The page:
We are currently making improvements to the Audible site. In an effort to enhance the accessibility experience for our customers, we have created a page to more easily navigate the new experience, available at the web address www.audible.com/access.
 >   > 
An Army at Dawn: The War in North Africa (1942-1943): The Liberation Trilogy, Volume 1 | [Rick Atkinson]

An Army at Dawn: The War in North Africa (1942-1943): The Liberation Trilogy, Volume 1

The liberation of Europe and the destruction of the Third Reich is a story of courage and enduring triumph, of calamity and miscalculation. In this first volume of the Liberation Trilogy, Rick Atkinson shows why no modern learner can understand the ultimate victory of the Allied powers without a grasp of the great drama that unfolded in North Africa in 1942 and 1943. That first year of the Allied war was a pivotal point in American history, the moment when the United States began to act like a great power.
Regular Price:$37.75
  • Membership Details:
    • First book free with 30-day trial
    • $14.95/month thereafter for your choice of 1 new book each month
    • Cancel easily anytime
    • Exchange books you don't like
    • All selected books are yours to keep, even if you cancel
  • - or -

Your Likes make Audible better!

'Likes' are shared on Facebook and Audible.com. We use your 'likes' to improve Audible.com for all our listeners.

You can turn off Audible.com sharing from your Account Details page.

OK

Publisher's Summary

Pulitzer Prize, History, 2003

The liberation of Europe and the destruction of the Third Reich is a story of courage and enduring triumph, of calamity and miscalculation. In this first volume of the Liberation Trilogy, Rick Atkinson shows why no modern learner can understand the ultimate victory of the Allied powers without a grasp of the great drama that unfolded in North Africa in 1942 and 1943. That first year of the Allied war was a pivotal point in American history, the moment when the United States began to act like a great power.

Beginning with the daring amphibious invasion in November 1942, An Army at Dawn follows the American and British armies as they fight the French in Morocco and Algeria, and then take on the Germans and Italians in Tunisia. Battle by battle, an inexperienced and sometimes poorly led army gradually becomes a superb fighting force. Central to the tale are the extraordinary but fallible commanders who come to dominate the battlefield: Eisenhower, Patton, Bradley, Montgomery, and Rommel.

Brilliantly researched, rich with new material and vivid insights, Atkinson's narrative provides the definitive history of the war in North Africa.

An Army at Dawn is the winner of the 2003 Pulitzer Prize for History.

©2002 Rick Atkinson; ©2013 Simon and Schuster

What Members Say

Average Customer Rating

4.3 (238 )
5 star
 (117)
4 star
 (81)
3 star
 (27)
2 star
 (9)
1 star
 (4)
Overall
4.4 (218 )
5 star
 (118)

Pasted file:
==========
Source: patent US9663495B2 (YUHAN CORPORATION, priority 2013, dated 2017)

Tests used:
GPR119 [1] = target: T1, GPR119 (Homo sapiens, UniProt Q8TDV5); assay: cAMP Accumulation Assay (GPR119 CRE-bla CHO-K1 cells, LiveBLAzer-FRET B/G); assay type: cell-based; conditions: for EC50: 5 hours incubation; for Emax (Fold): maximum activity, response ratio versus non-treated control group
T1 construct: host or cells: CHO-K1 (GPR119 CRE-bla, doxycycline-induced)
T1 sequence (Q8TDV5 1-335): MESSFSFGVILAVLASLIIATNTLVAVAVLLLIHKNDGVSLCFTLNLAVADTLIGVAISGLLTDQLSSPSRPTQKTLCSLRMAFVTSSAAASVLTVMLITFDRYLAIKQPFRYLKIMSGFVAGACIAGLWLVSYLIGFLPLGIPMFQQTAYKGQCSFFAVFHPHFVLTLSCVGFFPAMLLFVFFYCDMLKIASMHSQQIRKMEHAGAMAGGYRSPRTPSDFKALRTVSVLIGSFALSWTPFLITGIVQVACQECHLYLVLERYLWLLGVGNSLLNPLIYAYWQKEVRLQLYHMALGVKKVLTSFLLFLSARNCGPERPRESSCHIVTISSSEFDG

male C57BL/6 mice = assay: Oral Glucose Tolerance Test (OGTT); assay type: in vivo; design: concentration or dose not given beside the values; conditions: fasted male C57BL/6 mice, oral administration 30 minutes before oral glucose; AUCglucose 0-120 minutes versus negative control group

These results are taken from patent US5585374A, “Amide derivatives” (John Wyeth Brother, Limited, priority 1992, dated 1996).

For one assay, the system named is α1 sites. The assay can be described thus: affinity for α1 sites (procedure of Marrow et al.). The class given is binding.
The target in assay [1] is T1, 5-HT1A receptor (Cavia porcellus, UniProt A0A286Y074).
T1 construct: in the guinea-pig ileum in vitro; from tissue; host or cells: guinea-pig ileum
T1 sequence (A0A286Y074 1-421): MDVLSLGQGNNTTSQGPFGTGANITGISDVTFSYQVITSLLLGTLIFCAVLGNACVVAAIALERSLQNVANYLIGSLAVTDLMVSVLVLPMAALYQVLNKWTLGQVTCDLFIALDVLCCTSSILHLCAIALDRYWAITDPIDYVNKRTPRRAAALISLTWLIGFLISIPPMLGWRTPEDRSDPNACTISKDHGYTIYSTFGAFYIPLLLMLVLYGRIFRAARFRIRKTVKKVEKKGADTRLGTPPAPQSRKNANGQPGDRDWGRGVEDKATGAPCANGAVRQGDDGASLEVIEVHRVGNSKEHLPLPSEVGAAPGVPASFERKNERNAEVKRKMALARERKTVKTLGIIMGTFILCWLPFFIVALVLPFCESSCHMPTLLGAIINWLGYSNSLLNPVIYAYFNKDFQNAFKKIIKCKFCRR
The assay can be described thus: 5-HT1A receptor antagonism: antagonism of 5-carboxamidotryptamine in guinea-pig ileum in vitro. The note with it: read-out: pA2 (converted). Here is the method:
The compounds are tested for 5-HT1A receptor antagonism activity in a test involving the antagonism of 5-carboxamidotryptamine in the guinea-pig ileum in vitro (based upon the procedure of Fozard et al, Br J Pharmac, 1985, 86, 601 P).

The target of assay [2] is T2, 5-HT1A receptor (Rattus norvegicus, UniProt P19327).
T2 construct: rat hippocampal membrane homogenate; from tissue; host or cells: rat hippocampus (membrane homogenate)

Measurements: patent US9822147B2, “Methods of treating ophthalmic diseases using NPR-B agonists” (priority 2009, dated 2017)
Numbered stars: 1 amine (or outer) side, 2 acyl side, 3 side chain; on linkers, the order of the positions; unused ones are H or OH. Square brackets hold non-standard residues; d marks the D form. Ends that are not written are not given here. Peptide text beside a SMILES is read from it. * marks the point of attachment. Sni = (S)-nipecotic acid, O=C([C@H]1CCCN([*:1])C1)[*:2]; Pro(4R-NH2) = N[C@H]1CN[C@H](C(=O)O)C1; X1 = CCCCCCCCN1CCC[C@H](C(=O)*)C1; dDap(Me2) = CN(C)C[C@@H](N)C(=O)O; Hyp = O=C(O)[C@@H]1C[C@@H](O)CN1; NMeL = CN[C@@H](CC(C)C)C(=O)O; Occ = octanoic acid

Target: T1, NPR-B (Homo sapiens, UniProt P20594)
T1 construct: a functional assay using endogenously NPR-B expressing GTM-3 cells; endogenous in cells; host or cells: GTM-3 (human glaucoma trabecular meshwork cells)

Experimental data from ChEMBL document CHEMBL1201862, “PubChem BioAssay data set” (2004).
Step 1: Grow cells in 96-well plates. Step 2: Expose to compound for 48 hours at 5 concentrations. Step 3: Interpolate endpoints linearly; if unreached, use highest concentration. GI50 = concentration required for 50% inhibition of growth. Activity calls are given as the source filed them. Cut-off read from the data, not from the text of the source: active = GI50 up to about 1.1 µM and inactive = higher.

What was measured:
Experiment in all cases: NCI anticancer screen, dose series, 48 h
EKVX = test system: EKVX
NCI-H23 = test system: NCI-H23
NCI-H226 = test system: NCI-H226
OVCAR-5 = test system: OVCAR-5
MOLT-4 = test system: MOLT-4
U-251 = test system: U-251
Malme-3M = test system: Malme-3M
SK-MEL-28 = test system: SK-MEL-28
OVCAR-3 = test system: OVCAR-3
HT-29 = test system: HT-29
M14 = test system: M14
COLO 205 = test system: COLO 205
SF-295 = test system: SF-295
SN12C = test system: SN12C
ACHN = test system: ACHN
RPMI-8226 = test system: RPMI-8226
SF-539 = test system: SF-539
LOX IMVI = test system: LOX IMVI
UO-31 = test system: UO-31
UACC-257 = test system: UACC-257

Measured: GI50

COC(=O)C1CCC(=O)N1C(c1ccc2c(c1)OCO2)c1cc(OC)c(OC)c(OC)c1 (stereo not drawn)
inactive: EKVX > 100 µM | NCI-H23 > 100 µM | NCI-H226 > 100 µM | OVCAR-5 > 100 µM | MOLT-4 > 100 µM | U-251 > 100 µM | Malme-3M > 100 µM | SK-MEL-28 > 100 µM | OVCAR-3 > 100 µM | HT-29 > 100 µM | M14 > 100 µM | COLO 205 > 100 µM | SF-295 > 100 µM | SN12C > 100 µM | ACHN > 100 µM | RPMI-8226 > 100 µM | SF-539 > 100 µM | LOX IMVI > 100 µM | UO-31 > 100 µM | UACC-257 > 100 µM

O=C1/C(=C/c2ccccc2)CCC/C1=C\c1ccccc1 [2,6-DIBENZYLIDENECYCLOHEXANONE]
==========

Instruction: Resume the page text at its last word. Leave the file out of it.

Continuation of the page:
4 star
 (73)
3 star
 (16)
2 star
 (8)
1 star
 (3)
Story
4.4 (216 )
5 star
 (118)
4 star
 (69)
3 star
 (20)
2 star
 (6)
1 star
 (3)
Performance
Sort by:
  •  
    Gene 09-29-13
    Gene 09-29-13
    HELPFUL VOTES
    3
    ratings
    REVIEWS
    4
    1
    FOLLOWERS
    FOLLOWING
    0
    1
    Overall
    Performance
    Story
    "It doesn't get any better than this."
    Any additional comments?

    If you like WWII history, you will not regret getting this book. Both the writing and the performance come together to emerse the reader in the entire conflict in North Africa, from the the day to day perspective of soldiers fighting the battles, to the personalities and trials of the high command as the Allies made the first large scale effort to defeat the Axis.

    3 of 3 people found this review helpful
  •  
    Greg North Alabama 06-02-13
    Greg North Alabama 06-02-13 Member Since 2010

    Greg

    HELPFUL VOTES
    18
    ratings
    REVIEWS
    73
    16
    FOLLOWERS
    FOLLOWING
    0
    1
    Overall
    Performance
    Story
    "The Africa campaign was Real War!"
    What did you love best about An Army at Dawn: The War in North Africa (1942-1943)?

    I loved that, for once, The Africa Campaign was shown for what it was: Intense, gruesome struggles, replete with all the terror and drama that illuminates battles like those on the islands of the Pacific in WWII.

    I must deduct a star, because this book requires frequent consulting of maps, and I lost a lot by listening, instead of buying hard copy. (To be fair, even hardcopy books often provide sorry maps, tossed in as an afterthought, without serious effort at illustrating towns or topography described in the text.)

    I wish Audible, or the publisher, or the author, or somebody would supply a web site that contains maps that one could follow. What a difference that would make!


    Any additional comments?

    Rick Atkinson's WWII trilogy has been hailed for the superb way it describes WWII. This praise is deserved. But may I also recommend Michael Shaara's four WWII novels, which I consider as enjoyable and informative as Atkinson's, and less map-dependent? Yes, read Atkinson, but also read Shaara.